A proposal by the staff of California’s Air Resources Board (CARB) would provide “lower-cost compliance options” for certain types of truck operations as the agency continues the rollout of its strict emission rules for “in-use heavy-duty diesel-fueled vehicles.”

The proposed changes are to be discussed in a public hearing on the agenda for the agency’s upcoming Board meeting, to be held this Thursday beginning at 9 am PDT at the California EPA’s Sacramento headquarters.

CARB has advised that during the hearing, its staff will present to the Board amendments that would “better ensure that the air-quality goals of the Truck and Bus Regulation are achieved by providing additional flexibility to fleets to enable compliance.”

California’s existing Truck and Bus Regulation required that, effective 01/01/12, fleets  “install starting PM [particulate-matter] filters for certain engine model years and to begin accelerating engine or vehicle replacement starting 01/01/15 for their heavier trucks… [and that] After 2014, fleets are required to phase in additional 2010 model year or newer engines such that by 2023 all engines operating in California and subject to the regulation will be model year 2010 or newer.”

The agency also noted that, under the current rule, there are “several compliance options for fleets to choose from, and some fleets may change compliance options from one year to the next.”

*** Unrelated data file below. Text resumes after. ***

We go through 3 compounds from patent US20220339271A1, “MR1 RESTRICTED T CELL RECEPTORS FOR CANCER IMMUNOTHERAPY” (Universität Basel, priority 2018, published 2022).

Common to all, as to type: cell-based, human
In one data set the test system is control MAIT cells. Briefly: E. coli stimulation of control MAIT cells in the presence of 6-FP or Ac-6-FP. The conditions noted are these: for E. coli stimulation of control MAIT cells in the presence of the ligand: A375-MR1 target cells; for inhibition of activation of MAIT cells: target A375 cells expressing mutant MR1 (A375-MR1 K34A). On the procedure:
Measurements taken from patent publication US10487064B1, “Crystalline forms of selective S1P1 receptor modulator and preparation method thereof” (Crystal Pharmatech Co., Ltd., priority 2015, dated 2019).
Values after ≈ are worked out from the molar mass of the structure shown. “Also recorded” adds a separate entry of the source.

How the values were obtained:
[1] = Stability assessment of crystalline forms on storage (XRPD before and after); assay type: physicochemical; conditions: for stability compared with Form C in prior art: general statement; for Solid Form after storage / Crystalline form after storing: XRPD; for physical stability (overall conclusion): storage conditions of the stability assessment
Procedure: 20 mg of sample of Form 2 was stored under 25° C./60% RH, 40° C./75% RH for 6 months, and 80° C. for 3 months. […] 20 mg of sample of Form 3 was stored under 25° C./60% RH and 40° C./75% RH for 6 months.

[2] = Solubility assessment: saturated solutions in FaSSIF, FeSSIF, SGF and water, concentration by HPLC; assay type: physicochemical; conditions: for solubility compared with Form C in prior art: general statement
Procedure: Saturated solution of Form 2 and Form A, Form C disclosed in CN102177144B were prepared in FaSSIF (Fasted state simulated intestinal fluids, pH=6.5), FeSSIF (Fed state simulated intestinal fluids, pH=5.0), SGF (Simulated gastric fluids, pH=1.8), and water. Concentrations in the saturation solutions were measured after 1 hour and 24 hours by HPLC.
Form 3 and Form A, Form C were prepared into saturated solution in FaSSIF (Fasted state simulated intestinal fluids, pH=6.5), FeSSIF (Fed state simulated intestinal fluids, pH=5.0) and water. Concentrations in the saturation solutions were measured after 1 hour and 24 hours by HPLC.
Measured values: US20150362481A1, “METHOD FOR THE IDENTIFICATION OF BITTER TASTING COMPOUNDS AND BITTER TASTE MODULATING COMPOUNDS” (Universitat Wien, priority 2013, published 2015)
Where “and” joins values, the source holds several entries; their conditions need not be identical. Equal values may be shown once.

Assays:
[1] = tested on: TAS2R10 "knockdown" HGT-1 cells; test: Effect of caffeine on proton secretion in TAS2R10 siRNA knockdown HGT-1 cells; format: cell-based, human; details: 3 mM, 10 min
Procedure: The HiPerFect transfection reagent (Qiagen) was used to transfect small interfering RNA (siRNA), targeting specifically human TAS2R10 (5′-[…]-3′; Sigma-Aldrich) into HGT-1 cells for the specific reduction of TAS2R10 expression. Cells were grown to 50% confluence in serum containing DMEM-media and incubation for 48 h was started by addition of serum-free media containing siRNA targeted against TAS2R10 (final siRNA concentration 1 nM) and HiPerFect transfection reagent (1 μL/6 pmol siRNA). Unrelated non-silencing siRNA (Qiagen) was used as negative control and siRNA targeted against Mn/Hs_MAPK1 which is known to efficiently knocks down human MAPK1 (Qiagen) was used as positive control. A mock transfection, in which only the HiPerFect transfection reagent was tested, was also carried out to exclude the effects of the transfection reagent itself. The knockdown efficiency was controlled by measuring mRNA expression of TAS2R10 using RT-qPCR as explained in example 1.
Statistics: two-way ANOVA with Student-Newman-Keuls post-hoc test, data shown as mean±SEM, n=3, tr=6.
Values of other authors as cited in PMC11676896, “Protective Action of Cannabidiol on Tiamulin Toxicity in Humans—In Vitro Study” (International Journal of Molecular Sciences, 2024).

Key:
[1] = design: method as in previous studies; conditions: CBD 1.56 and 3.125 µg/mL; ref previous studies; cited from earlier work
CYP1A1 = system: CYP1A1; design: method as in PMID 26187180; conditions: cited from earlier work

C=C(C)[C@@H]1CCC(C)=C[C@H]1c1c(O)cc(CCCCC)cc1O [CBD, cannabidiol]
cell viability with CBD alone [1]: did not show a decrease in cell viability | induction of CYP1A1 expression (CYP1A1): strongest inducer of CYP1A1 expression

CARB said that in developing the amendments to be discussed this week, its staff focused on three objectives:

  • Protecting emission reductions by providing lower-cost compliance options to small fleets, low-mileage fleets and fleets that operate in rural areas with cleaner air
  • Creating new opportunities for fleets to access public incentive funds
  • Recognizing fleets that made early investments to comply

Aiming to “achieve these objectives and benefits,” the CARB staff said it will propose amendments to the Truck and Bus regulation that include:

  • A longer phase-in period for PM requirements for trucks operated exclusively in certain rural areas that have made substantial progress towards cleaner air while continuing to ensure compliance with diesel-risk reduction program goals
  • Additional time and a lower-cost pathway for all small fleet owners to achieve compliance with PM requirements, while re-opening opportunities for these fleet owners to apply for and receive public incentive funding
  • A compliance pathway for owners currently unable to qualify for a loan to finance compliance
  • Adjusted [compliance] schedules for low-use vehicles, trucks used in certain vocations and work trucks that travel fewer annual miles and are less competitive in obtaining incentive funding
  • Recognition of fleet owners that took action to comply by providing additional useable life for retrofit trucks and reducing near-term compliance obligations

The 91-pg report the staff has prepared on its proposed  amendments states that the effort came about because “Stakeholders expressed concern regarding the ability of some fleet owners to make the needed upgrades to comply” due to their “arguably” continuing to be “impacted by the recession.”